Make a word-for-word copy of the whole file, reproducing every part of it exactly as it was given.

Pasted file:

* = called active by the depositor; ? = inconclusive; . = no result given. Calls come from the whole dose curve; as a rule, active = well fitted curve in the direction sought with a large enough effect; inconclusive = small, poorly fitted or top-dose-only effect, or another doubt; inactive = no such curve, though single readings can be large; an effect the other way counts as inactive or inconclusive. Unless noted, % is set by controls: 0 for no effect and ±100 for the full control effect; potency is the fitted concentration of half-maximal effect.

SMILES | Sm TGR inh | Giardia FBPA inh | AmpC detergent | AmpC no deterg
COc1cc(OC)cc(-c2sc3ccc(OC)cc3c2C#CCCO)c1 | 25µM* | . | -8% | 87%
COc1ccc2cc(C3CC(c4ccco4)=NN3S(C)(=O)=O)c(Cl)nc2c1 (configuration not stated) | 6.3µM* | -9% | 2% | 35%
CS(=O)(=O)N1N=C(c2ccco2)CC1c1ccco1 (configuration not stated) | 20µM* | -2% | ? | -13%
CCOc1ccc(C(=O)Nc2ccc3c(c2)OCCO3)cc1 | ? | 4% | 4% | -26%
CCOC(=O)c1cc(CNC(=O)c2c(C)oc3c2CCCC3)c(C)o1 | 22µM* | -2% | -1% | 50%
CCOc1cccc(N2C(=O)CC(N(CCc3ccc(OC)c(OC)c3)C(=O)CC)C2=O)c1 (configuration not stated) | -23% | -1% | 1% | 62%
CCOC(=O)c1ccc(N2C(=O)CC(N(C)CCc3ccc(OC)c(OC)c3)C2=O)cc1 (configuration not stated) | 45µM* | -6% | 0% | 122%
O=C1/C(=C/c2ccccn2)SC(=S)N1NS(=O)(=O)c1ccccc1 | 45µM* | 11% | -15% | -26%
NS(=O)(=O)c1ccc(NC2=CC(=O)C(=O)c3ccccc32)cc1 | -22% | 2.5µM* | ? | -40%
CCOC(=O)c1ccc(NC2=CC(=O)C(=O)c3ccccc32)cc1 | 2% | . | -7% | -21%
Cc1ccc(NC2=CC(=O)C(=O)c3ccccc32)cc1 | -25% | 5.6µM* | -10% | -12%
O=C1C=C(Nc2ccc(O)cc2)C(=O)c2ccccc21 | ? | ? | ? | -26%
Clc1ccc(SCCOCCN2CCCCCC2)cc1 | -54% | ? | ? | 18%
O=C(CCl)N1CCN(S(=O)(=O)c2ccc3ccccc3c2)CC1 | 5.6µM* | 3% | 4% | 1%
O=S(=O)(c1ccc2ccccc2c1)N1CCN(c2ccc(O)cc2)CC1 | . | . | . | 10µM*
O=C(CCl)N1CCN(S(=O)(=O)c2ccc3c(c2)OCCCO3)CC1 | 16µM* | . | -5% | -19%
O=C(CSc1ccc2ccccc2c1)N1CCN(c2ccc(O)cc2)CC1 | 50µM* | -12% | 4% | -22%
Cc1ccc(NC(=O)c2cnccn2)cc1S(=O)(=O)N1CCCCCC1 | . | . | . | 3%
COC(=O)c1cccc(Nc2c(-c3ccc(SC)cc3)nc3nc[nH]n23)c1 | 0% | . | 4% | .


* = called active by the depositor; ? = inconclusive; . = no result given. Calls come from the whole dose curve; as a rule, active = well fitted curve in the direction sought with a large enough effect; inconclusive = small, poorly fitted or top-dose-only effect, or another doubt; inactive = no such curve, though single readings can be large; an effect the other way counts as inactive or inconclusive. Unless noted, % is set by controls: 0 for no effect and ±100 for the full control effect; potency is the fitted concentration of half-maximal effect.

SMILES | Sm TGR inh | Giardia FBPA inh | AmpC detergent | AmpC no deterg
COc1cc(OC)cc(-c2sc3ccc(OC)cc3c2C#CCCO)c1 | 25µM* | . | -8% | 87%
COc1ccc2cc(C3CC(c4ccco4)=NN3S(C)(=O)=O)c(Cl)nc2c1 (configuration not stated) | 6.3µM* | -9% | 2% | 35%
CS(=O)(=O)N1N=C(c2ccco2)CC1c1ccco1 (configuration not stated) | 20µM* | -2% | ? | -13%
CCOc1ccc(C(=O)Nc2ccc3c(c2)OCCO3)cc1 | ? | 4% | 4% | -26%
CCOC(=O)c1cc(CNC(=O)c2c(C)oc3c2CCCC3)c(C)o1 | 22µM* | -2% | -1% | 50%
CCOc1cccc(N2C(=O)CC(N(CCc3ccc(OC)c(OC)c3)C(=O)CC)C2=O)c1 (configuration not stated) | -23% | -1% | 1% | 62%
CCOC(=O)c1ccc(N2C(=O)CC(N(C)CCc3ccc(OC)c(OC)c3)C2=O)cc1 (configuration not stated) | 45µM* | -6% | 0% | 122%
O=C1/C(=C/c2ccccn2)SC(=S)N1NS(=O)(=O)c1ccccc1 | 45µM* | 11% | -15% | -26%
NS(=O)(=O)c1ccc(NC2=CC(=O)C(=O)c3ccccc32)cc1 | -22% | 2.5µM* | ? | -40%
CCOC(=O)c1ccc(NC2=CC(=O)C(=O)c3ccccc32)cc1 | 2% | . | -7% | -21%
Cc1ccc(NC2=CC(=O)C(=O)c3ccccc32)cc1 | -25% | 5.6µM* | -10% | -12%
O=C1C=C(Nc2ccc(O)cc2)C(=O)c2ccccc21 | ? | ? | ? | -26%
Clc1ccc(SCCOCCN2CCCCCC2)cc1 | -54% | ? | ? | 18%
O=C(CCl)N1CCN(S(=O)(=O)c2ccc3ccccc3c2)CC1 | 5.6µM* | 3% | 4% | 1%
O=S(=O)(c1ccc2ccccc2c1)N1CCN(c2ccc(O)cc2)CC1 | . | . | . | 10µM*
O=C(CCl)N1CCN(S(=O)(=O)c2ccc3c(c2)OCCCO3)CC1 | 16µM* | . | -5% | -19%
O=C(CSc1ccc2ccccc2c1)N1CCN(c2ccc(O)cc2)CC1 | 50µM* | -12% | 4% | -22%
Cc1ccc(NC(=O)c2cnccn2)cc1S(=O)(=O)N1CCCCCC1 | . | . | . | 3%
COC(=O)c1cccc(Nc2c(-c3ccc(SC)cc3)nc3nc[nH]n23)c1 | 0% | . | 4% | .